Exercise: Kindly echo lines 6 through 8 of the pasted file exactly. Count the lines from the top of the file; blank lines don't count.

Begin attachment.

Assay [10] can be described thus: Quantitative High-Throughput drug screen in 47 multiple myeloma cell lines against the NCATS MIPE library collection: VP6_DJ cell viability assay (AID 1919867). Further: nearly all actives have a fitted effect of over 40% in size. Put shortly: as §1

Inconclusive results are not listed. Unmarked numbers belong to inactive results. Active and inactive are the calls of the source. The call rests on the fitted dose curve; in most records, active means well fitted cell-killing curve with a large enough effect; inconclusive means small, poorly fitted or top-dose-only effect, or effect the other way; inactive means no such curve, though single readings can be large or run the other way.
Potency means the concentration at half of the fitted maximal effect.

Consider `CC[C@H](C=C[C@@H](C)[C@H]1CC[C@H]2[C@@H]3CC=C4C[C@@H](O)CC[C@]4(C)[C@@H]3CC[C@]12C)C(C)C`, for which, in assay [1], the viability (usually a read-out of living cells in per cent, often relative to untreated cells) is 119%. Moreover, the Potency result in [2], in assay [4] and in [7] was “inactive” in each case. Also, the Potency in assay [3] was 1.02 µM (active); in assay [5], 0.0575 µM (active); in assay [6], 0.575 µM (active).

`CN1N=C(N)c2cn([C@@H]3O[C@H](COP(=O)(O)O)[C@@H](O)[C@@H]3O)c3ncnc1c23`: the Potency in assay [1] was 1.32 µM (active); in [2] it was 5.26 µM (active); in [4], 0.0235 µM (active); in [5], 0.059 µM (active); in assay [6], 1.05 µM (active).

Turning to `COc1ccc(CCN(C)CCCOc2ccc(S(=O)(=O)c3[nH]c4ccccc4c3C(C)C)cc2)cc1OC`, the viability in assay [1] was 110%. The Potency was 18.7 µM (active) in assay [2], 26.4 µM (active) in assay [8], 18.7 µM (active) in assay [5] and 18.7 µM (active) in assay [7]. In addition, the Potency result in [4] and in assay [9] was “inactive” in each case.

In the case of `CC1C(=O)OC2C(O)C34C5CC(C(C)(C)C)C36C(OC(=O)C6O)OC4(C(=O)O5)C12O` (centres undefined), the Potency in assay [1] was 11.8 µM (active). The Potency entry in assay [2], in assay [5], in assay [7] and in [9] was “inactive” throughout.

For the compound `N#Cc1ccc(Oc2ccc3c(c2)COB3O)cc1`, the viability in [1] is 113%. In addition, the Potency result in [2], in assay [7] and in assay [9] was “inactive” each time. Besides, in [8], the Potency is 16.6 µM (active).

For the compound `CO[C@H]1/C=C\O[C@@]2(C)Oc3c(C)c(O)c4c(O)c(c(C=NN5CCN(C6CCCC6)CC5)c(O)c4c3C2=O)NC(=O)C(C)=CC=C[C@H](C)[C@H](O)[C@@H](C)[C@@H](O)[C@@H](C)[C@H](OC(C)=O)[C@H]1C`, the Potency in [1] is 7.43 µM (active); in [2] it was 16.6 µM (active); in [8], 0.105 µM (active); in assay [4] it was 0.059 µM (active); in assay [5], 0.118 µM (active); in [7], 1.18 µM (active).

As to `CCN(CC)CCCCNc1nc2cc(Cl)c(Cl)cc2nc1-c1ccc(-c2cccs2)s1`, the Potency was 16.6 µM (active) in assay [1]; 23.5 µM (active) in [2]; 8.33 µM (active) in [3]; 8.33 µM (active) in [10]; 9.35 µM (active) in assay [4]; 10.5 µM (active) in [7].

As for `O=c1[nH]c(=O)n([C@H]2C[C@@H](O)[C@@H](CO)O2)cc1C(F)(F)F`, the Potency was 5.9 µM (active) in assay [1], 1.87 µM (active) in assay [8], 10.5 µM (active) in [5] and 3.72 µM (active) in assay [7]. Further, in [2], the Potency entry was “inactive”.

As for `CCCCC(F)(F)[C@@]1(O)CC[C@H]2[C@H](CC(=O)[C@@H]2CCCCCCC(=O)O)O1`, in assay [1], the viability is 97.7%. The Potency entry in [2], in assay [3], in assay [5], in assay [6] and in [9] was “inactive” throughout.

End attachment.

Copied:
Turning to `COc1ccc(CCN(C)CCCOc2ccc(S(=O)(=O)c3[nH]c4ccccc4c3C(C)C)cc2)cc1OC`, the viability in assay [1] was 110%. The Potency was 18.7 µM (active) in assay [2], 26.4 µM (active) in assay [8], 18.7 µM (active) in assay [5] and 18.7 µM (active) in assay [7]. In addition, the Potency result in [4] and in assay [9] was “inactive” in each case.

In the case of `CC1C(=O)OC2C(O)C34C5CC(C(C)(C)C)C36C(OC(=O)C6O)OC4(C(=O)O5)C12O` (centres undefined), the Potency in assay [1] was 11.8 µM (active). The Potency entry in assay [2], in assay [5], in assay [7] and in [9] was “inactive” throughout.

For the compound `N#Cc1ccc(Oc2ccc3c(c2)COB3O)cc1`, the viability in [1] is 113%. In addition, the Potency result in [2], in assay [7] and in assay [9] was “inactive” each time. Besides, in [8], the Potency is 16.6 µM (active).